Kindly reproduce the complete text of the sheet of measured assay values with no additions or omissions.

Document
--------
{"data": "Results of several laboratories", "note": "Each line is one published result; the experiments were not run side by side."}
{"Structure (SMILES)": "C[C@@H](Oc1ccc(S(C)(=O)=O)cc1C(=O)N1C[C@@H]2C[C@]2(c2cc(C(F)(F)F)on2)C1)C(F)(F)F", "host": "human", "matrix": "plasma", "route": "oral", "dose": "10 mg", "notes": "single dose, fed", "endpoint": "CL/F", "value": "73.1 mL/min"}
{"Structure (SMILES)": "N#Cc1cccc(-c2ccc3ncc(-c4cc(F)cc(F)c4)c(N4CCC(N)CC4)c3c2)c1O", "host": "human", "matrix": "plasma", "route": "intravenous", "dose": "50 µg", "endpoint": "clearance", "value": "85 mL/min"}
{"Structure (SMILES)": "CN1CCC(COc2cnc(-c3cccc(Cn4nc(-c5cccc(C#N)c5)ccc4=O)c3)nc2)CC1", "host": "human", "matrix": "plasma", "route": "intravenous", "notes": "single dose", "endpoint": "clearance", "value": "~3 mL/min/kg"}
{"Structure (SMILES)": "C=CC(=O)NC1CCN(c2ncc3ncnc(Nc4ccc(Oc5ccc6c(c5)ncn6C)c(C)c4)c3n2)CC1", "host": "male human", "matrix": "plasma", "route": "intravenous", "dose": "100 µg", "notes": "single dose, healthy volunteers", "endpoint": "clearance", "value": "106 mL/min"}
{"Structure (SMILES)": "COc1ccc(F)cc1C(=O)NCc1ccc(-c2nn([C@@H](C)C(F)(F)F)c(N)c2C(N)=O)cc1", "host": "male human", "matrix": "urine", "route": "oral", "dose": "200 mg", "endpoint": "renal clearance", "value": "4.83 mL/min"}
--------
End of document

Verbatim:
{"data": "Results of several laboratories", "note": "Each line is one published result; the experiments were not run side by side."}
{"Structure (SMILES)": "C[C@@H](Oc1ccc(S(C)(=O)=O)cc1C(=O)N1C[C@@H]2C[C@]2(c2cc(C(F)(F)F)on2)C1)C(F)(F)F", "host": "human", "matrix": "plasma", "route": "oral", "dose": "10 mg", "notes": "single dose, fed", "endpoint": "CL/F", "value": "73.1 mL/min"}
{"Structure (SMILES)": "N#Cc1cccc(-c2ccc3ncc(-c4cc(F)cc(F)c4)c(N4CCC(N)CC4)c3c2)c1O", "host": "human", "matrix": "plasma", "route": "intravenous", "dose": "50 µg", "endpoint": "clearance", "value": "85 mL/min"}
{"Structure (SMILES)": "CN1CCC(COc2cnc(-c3cccc(Cn4nc(-c5cccc(C#N)c5)ccc4=O)c3)nc2)CC1", "host": "human", "matrix": "plasma", "route": "intravenous", "notes": "single dose", "endpoint": "clearance", "value": "~3 mL/min/kg"}
{"Structure (SMILES)": "C=CC(=O)NC1CCN(c2ncc3ncnc(Nc4ccc(Oc5ccc6c(c5)ncn6C)c(C)c4)c3n2)CC1", "host": "male human", "matrix": "plasma", "route": "intravenous", "dose": "100 µg", "notes": "single dose, healthy volunteers", "endpoint": "clearance", "value": "106 mL/min"}
{"Structure (SMILES)": "COc1ccc(F)cc1C(=O)NCc1ccc(-c2nn([C@@H](C)C(F)(F)F)c(N)c2C(N)=O)cc1", "host": "male human", "matrix": "urine", "route": "oral", "dose": "200 mg", "endpoint": "renal clearance", "value": "4.83 mL/min"}